“Parker and Denver have gotten to know us, but I am thrilled to introduce them to the works of both Christina and Jacob,” said Nugent.
Their relatively quick transition demonstrates the demand their baked goods have. Even on the outskirts of Denver proper, their Parker location line still strings out the door prior to the 8 a.m. opening. Selling out is inevitable. This rush brings excitement into the eyes of the entire team. While the eight hands kneading, baking and creating on-site are what we see, Nugent and Ramos acknowledge the bonds within the industry that cemented their stay here.
Ismael De Sousa from Reunion Bread, Shawn Bergin from Bakery Four and Ramos perceive the wholesomeness of bread similarly, thus bonding their friendship over finding the best supplies for freshly milled grain.
“Our bakeries are community rather than competition. The way I see it is the more bakeries the better. We all do things a bit different and together we add so much richness to the town,” says Ramos.
Even Penelope Wong of Yuan Wonton raved about each box she treated herself to, which held weight as a leading female chef in the Denver food scene. Caroline Glover of Annette is a longtime colleague that provided space for pick-ups and a mind for collaborations. With a permanent shop in place, fans await a highly requested collaboration among this famous friend group.
Although this isn’t their official house, they define their time and dedication to perfecting the space as similar to homeowners. They wanted more than just the pastries to be homemade. The refurbished counter received the same delicate touch as laminating each layer of dough to ensure concentric circles of butter make the rich and flaky. Croissants range from plain ($4.75) and chocolate ($5.50) to almond ($6.50). It’s the encapsulating smells that draw people into a sense of nostalgia like pie sitting out on the window sill.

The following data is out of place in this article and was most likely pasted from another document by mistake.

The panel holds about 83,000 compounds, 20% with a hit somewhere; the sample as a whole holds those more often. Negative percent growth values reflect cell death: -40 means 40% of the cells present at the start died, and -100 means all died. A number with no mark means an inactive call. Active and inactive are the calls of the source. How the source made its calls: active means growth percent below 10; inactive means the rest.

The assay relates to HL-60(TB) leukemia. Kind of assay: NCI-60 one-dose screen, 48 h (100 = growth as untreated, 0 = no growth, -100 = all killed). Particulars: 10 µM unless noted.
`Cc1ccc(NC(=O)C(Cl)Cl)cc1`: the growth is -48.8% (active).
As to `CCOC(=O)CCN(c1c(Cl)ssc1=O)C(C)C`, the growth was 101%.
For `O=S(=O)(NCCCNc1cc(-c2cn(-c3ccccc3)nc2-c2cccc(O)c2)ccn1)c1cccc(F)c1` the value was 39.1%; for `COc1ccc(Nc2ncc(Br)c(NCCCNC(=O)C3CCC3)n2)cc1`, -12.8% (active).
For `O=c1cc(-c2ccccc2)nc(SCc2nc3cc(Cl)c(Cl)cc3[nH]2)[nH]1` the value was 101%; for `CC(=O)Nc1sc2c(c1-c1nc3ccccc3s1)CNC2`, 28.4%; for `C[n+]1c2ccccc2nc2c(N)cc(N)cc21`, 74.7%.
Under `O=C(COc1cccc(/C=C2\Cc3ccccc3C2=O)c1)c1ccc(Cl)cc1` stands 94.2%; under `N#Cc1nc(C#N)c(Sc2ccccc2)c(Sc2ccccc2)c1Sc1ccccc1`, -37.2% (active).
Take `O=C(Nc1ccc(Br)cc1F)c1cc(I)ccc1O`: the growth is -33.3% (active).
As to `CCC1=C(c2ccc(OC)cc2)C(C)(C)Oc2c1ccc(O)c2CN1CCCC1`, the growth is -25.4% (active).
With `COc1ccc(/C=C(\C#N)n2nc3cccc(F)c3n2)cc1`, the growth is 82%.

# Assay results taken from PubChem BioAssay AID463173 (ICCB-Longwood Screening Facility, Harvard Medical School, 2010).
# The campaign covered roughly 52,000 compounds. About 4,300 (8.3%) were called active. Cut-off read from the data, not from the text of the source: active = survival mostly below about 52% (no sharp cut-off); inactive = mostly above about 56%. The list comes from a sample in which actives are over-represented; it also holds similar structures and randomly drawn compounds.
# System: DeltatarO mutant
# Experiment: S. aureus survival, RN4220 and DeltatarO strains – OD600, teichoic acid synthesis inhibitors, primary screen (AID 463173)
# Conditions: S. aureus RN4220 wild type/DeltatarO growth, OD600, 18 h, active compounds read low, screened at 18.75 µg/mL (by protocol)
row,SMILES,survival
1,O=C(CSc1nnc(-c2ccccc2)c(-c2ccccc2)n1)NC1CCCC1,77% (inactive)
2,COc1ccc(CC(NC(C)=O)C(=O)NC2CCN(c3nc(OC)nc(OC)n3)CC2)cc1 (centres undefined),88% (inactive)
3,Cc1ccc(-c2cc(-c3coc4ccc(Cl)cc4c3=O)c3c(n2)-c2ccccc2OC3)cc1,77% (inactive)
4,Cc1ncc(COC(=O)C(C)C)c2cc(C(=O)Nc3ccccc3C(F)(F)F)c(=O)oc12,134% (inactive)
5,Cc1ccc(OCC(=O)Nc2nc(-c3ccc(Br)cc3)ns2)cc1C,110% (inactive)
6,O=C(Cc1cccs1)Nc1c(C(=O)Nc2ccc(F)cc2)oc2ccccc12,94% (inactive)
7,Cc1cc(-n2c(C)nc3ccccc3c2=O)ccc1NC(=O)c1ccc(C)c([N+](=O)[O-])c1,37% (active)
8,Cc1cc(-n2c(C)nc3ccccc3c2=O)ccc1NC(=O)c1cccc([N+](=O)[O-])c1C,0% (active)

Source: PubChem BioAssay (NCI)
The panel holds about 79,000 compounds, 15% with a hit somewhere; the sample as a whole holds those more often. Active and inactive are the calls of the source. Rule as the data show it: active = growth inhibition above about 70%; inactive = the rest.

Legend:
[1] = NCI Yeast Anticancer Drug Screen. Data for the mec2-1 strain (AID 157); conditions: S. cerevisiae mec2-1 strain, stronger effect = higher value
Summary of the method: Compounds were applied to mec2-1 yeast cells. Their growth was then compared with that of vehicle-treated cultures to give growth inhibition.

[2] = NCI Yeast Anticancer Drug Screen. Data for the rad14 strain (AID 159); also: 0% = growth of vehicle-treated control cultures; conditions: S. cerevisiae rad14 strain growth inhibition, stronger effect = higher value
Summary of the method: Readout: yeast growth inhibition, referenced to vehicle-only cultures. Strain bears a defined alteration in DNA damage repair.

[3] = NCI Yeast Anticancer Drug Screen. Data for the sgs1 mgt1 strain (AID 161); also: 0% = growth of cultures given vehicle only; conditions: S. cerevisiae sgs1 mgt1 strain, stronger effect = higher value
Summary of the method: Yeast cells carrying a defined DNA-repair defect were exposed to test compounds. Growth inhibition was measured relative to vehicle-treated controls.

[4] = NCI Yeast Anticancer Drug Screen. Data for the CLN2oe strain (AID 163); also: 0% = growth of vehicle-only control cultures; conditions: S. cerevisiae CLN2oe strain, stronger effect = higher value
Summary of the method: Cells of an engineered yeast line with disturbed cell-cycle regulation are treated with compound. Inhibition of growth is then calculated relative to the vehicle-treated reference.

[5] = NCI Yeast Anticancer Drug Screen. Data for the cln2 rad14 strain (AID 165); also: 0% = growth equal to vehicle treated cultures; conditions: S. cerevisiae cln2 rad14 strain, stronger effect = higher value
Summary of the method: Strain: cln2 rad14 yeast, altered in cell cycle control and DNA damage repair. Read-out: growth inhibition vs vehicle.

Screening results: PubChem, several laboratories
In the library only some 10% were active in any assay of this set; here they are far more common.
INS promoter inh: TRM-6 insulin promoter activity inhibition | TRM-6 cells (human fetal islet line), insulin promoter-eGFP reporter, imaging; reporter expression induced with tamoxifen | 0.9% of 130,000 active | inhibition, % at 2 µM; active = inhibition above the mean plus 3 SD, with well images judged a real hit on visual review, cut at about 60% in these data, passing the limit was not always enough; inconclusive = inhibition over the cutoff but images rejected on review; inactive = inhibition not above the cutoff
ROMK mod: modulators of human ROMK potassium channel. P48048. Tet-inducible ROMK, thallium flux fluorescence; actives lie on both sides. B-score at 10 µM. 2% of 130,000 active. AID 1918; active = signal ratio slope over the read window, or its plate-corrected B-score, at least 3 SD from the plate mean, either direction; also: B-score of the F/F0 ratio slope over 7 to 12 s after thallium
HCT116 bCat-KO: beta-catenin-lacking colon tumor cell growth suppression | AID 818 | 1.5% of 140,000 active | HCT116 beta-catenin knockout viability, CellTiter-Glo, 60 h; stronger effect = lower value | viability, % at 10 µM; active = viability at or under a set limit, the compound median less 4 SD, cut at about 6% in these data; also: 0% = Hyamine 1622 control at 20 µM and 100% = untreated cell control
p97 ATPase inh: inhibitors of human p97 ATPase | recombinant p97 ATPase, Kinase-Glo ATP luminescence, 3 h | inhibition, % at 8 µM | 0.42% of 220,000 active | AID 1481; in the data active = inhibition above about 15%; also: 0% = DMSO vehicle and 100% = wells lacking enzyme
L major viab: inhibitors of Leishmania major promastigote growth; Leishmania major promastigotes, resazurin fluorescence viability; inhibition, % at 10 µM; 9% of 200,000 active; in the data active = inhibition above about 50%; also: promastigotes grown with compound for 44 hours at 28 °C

They instill that sense of authenticity early on with each excited patron that patiently waits to order. With their doors open, the team finally relishes in having that face-to-face connection with each individual they serve.
“We live to bake, but we don’t bake for us. Everything we do is to add to our community,” says Nugent. The giddiness to get to know the neighborhood more could be heard in Nugent’s voice with every word.
Rest assured the community feels the same way to be graced with such a multifaceted spot. One order encompasses what could require multiple store runs. They hold experience across the board thus buying a baguette for sandwiches, a croissant for a morning coffee’s soulmate and a weightless angel food cake can all be found in one box. Their experimenting is far from over which brings cakes and unique French bakes on the horizon. Each surprise offering attains the same sold-out signs as their now-iconic items.
Patrons know to trust Poulette bakery, and newcomers are quick to understand as it roots the whole operation together.
Home is where the heart is — likely both can be found at Poulette.
Folks can stop by and meet the team Thursday through Saturday from 8 a.m. to 12 p.m.. The lines begin before 8 a.m., so true fans opt for pre-order securing their pastries at any arrival time during their open hours. Preordering takes place on their website.
Poulette Bakeshop 19585 Hess Rd., Unit 107, Parker.